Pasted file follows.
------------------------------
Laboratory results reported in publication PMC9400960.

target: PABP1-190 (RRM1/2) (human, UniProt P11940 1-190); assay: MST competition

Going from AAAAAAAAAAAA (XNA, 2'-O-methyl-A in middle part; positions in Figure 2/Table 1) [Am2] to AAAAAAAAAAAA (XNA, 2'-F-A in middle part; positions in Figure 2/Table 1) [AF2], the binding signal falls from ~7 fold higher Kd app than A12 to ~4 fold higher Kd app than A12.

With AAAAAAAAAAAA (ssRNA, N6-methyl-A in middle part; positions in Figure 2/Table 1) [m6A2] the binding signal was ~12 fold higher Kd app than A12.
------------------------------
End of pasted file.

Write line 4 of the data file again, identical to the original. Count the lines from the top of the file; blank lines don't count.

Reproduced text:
With AAAAAAAAAAAA (ssRNA, N6-methyl-A in middle part; positions in Figure 2/Table 1) [m6A2] the binding signal was ~12 fold higher Kd app than A12.